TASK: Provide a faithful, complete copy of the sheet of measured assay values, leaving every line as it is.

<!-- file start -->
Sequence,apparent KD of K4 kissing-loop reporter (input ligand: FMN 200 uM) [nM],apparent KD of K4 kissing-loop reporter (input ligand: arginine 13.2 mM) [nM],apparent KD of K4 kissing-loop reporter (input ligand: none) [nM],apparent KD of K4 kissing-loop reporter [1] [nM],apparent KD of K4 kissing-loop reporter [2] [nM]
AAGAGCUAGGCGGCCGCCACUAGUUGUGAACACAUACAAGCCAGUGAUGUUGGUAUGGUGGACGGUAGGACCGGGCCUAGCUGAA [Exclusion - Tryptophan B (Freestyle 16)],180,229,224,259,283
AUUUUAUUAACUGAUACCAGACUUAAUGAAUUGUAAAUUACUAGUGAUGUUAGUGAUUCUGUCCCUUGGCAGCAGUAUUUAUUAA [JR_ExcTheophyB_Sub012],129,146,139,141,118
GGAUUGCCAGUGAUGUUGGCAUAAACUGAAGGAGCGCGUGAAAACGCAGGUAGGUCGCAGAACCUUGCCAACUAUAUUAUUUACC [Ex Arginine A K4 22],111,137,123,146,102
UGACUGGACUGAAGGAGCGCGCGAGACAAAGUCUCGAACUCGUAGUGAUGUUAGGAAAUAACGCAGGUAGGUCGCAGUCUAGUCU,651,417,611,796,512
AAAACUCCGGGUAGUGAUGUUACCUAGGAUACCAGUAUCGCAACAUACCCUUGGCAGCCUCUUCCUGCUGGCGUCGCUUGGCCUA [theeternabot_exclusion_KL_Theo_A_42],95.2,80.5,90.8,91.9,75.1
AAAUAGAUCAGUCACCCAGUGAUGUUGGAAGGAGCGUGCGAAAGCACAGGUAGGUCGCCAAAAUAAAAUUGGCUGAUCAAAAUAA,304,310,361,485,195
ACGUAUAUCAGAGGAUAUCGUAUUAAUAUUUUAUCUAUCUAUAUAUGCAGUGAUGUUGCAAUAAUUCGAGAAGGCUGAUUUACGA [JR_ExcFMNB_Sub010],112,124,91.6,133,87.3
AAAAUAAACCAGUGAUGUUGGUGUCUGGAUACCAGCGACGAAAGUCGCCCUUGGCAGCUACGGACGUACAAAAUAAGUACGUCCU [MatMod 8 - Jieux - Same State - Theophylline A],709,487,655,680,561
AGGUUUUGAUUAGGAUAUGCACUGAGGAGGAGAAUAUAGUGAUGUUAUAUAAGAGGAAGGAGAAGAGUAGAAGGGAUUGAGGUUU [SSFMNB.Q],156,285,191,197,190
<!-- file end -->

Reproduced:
Sequence,apparent KD of K4 kissing-loop reporter (input ligand: FMN 200 uM) [nM],apparent KD of K4 kissing-loop reporter (input ligand: arginine 13.2 mM) [nM],apparent KD of K4 kissing-loop reporter (input ligand: none) [nM],apparent KD of K4 kissing-loop reporter [1] [nM],apparent KD of K4 kissing-loop reporter [2] [nM]
AAGAGCUAGGCGGCCGCCACUAGUUGUGAACACAUACAAGCCAGUGAUGUUGGUAUGGUGGACGGUAGGACCGGGCCUAGCUGAA [Exclusion - Tryptophan B (Freestyle 16)],180,229,224,259,283
AUUUUAUUAACUGAUACCAGACUUAAUGAAUUGUAAAUUACUAGUGAUGUUAGUGAUUCUGUCCCUUGGCAGCAGUAUUUAUUAA [JR_ExcTheophyB_Sub012],129,146,139,141,118
GGAUUGCCAGUGAUGUUGGCAUAAACUGAAGGAGCGCGUGAAAACGCAGGUAGGUCGCAGAACCUUGCCAACUAUAUUAUUUACC [Ex Arginine A K4 22],111,137,123,146,102
UGACUGGACUGAAGGAGCGCGCGAGACAAAGUCUCGAACUCGUAGUGAUGUUAGGAAAUAACGCAGGUAGGUCGCAGUCUAGUCU,651,417,611,796,512
AAAACUCCGGGUAGUGAUGUUACCUAGGAUACCAGUAUCGCAACAUACCCUUGGCAGCCUCUUCCUGCUGGCGUCGCUUGGCCUA [theeternabot_exclusion_KL_Theo_A_42],95.2,80.5,90.8,91.9,75.1
AAAUAGAUCAGUCACCCAGUGAUGUUGGAAGGAGCGUGCGAAAGCACAGGUAGGUCGCCAAAAUAAAAUUGGCUGAUCAAAAUAA,304,310,361,485,195
ACGUAUAUCAGAGGAUAUCGUAUUAAUAUUUUAUCUAUCUAUAUAUGCAGUGAUGUUGCAAUAAUUCGAGAAGGCUGAUUUACGA [JR_ExcFMNB_Sub010],112,124,91.6,133,87.3
AAAAUAAACCAGUGAUGUUGGUGUCUGGAUACCAGCGACGAAAGUCGCCCUUGGCAGCUACGGACGUACAAAAUAAGUACGUCCU [MatMod 8 - Jieux - Same State - Theophylline A],709,487,655,680,561
AGGUUUUGAUUAGGAUAUGCACUGAGGAGGAGAAUAUAGUGAUGUUAUAUAAGAGGAAGGAGAAGAGUAGAAGGGAUUGAGGUUU [SSFMNB.Q],156,285,191,197,190